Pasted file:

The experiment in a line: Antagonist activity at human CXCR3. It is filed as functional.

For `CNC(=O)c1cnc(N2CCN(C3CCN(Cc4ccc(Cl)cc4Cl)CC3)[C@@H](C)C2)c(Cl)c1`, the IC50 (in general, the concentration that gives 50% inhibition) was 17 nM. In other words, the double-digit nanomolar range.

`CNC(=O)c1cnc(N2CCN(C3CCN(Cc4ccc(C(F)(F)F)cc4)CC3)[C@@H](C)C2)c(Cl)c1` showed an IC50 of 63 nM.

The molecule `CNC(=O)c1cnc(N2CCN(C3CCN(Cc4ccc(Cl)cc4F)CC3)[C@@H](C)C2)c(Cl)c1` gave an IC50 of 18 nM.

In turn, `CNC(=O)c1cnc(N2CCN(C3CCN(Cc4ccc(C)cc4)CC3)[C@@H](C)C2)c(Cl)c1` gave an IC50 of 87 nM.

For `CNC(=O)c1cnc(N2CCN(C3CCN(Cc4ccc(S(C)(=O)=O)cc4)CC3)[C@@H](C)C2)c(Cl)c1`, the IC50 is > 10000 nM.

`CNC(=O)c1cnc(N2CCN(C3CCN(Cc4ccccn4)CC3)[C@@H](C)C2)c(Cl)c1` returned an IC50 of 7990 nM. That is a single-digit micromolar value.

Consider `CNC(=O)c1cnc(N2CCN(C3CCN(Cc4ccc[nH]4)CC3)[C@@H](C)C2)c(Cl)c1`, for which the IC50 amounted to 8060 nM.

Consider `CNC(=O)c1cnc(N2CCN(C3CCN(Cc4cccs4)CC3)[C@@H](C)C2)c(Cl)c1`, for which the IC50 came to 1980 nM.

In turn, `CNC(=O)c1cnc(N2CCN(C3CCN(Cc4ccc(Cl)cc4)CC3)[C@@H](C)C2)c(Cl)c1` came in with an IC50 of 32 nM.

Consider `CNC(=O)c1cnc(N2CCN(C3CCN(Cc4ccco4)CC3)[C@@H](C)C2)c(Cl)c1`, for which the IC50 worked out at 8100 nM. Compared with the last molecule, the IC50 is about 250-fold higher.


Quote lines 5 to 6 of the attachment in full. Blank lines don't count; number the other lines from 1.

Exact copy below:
In turn, `CNC(=O)c1cnc(N2CCN(C3CCN(Cc4ccc(C)cc4)CC3)[C@@H](C)C2)c(Cl)c1` gave an IC50 of 87 nM.

For `CNC(=O)c1cnc(N2CCN(C3CCN(Cc4ccc(S(C)(=O)=O)cc4)CC3)[C@@H](C)C2)c(Cl)c1`, the IC50 is > 10000 nM.